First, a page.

The inherent assumption of using military combat data is that the wounding, fatality and population patterns in civilian active violence and mass casualty events are the same as that during combat operations. However, despite similar weapons often being used in civilian events, the combat pattern and subsequent specificities of the military medical response doesn’t directly translate to civilian events.

For example, data from recent active shooter incidents shows that the fatal wounding pattern from 139 victim autopsies revealed that only 7% of fatalities were from potentially preventable causes and that none of those deaths would have been prevented with a tourniquet. In fact, although there were recorded wounds to the extremities, there wasn’t a single incident of major vascular extremity hemorrhage that could be found among the dead.8

This differs greatly from the reported combat data where approximately 24% of fatalities are potentially preventable, 9% being extremity injuries that were potentially preventable with immediate and effective external hemorrhage control.9

EMS leveraging bystanders as medical force multipliers during MCIs
In addition to recognition and basic management on the preventable causes of death, such as external hemorrhage, First Care Provider training also emphasizes bystander safety and rapid evacuation to care. Photo courtesy FirstCareProvider.org

Do these data sets imply that tourniquets and external hemorrhage control efforts aren’t important for civilians? Absolutely not! External hemorrhage control actions are simple, effective and possibly lifesaving, and should absolutely continue to be emphasized as a part of a larger civilian bystander medical approach.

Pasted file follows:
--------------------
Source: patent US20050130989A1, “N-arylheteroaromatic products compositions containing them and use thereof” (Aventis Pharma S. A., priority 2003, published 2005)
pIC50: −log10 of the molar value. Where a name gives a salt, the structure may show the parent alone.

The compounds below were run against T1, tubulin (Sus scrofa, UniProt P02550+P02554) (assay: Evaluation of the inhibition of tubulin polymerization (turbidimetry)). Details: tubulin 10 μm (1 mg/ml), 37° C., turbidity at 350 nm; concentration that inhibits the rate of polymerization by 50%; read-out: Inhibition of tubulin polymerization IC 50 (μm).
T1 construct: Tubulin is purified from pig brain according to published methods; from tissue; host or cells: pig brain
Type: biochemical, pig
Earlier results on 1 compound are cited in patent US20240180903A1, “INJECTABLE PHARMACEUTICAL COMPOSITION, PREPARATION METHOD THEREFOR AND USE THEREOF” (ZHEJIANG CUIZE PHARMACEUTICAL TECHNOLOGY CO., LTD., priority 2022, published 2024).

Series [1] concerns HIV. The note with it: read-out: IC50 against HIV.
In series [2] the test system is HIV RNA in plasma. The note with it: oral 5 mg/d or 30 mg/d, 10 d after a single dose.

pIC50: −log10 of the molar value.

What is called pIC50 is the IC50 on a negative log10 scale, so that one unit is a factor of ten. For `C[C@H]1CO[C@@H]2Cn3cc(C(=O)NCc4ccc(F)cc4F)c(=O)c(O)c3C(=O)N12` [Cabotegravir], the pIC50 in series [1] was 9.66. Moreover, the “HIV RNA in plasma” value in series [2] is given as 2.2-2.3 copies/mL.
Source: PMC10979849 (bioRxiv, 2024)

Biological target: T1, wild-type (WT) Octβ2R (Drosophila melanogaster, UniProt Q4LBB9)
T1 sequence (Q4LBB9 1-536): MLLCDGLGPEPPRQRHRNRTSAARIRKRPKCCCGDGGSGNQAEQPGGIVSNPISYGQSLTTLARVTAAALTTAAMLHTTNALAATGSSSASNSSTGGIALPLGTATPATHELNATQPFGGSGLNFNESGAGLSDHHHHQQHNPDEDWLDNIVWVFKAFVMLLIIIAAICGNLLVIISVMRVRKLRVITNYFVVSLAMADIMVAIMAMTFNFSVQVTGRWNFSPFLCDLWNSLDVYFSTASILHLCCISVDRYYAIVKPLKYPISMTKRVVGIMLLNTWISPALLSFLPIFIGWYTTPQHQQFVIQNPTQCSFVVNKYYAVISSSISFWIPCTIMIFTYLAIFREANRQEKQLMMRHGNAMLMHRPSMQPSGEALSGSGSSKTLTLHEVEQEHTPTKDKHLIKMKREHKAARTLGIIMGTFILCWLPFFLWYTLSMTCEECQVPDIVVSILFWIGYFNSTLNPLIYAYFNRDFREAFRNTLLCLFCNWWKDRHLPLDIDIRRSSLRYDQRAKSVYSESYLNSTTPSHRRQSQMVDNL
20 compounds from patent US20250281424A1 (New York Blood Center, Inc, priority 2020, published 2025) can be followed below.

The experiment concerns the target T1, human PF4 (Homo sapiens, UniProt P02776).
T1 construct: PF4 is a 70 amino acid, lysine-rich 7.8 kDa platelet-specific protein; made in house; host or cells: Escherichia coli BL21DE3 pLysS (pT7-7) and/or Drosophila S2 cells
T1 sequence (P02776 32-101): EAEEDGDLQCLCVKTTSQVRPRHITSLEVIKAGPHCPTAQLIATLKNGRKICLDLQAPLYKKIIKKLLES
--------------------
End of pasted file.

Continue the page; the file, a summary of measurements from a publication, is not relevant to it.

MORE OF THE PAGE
However, focusing broad bystander education and medical action to external hemorrhage alone will most likely not address the majority of potentially preventable deaths in civilian high-threat events. To truly empower bystanders to improve survivability and increase resilience, training must be across a spectrum of simple and effective medical techniques beyond bleeding control.

The civilian high-threat medical guidelines of Tactical Emergency Casualty Care (TECC) were created to address preventable deaths in civilian mass casualty and high-threat events through a civilian-focused, evidenced-based review of trauma guidelines, including the military TCCC guidelines, by the voluntary 501-3(c) non-profit Committee for Tactical Emergency Casualty Care (C-TECC).10

TECC is an evidence-based, expert consensus medical treatment model written by civilian first responders to account for the specifics of civilian operations and population. It has rapidly become the standard of care being applied by first responder agencies–both law enforcement and fire/EMS–for medical operations during high-threat scenarios.